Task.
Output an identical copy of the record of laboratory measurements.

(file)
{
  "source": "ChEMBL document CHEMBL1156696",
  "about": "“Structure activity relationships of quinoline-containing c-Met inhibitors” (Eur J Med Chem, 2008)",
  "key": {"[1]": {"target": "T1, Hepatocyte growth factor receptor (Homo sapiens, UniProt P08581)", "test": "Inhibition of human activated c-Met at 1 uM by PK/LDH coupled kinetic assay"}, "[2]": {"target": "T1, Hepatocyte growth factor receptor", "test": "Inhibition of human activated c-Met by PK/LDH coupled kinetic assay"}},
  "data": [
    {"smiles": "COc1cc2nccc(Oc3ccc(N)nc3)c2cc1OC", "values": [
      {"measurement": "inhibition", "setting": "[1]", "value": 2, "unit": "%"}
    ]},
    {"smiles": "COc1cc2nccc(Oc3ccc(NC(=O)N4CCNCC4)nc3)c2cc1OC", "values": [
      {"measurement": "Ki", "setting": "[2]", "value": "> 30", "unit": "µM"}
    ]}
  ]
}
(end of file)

{
  "source": "ChEMBL document CHEMBL1156696",
  "about": "“Structure activity relationships of quinoline-containing c-Met inhibitors” (Eur J Med Chem, 2008)",
  "key": {"[1]": {"target": "T1, Hepatocyte growth factor receptor (Homo sapiens, UniProt P08581)", "test": "Inhibition of human activated c-Met at 1 uM by PK/LDH coupled kinetic assay"}, "[2]": {"target": "T1, Hepatocyte growth factor receptor", "test": "Inhibition of human activated c-Met by PK/LDH coupled kinetic assay"}},
  "data": [
    {"smiles": "COc1cc2nccc(Oc3ccc(N)nc3)c2cc1OC", "values": [
      {"measurement": "inhibition", "setting": "[1]", "value": 2, "unit": "%"}
    ]},
    {"smiles": "COc1cc2nccc(Oc3ccc(NC(=O)N4CCNCC4)nc3)c2cc1OC", "values": [
      {"measurement": "Ki", "setting": "[2]", "value": "> 30", "unit": "µM"}
    ]}
  ]
}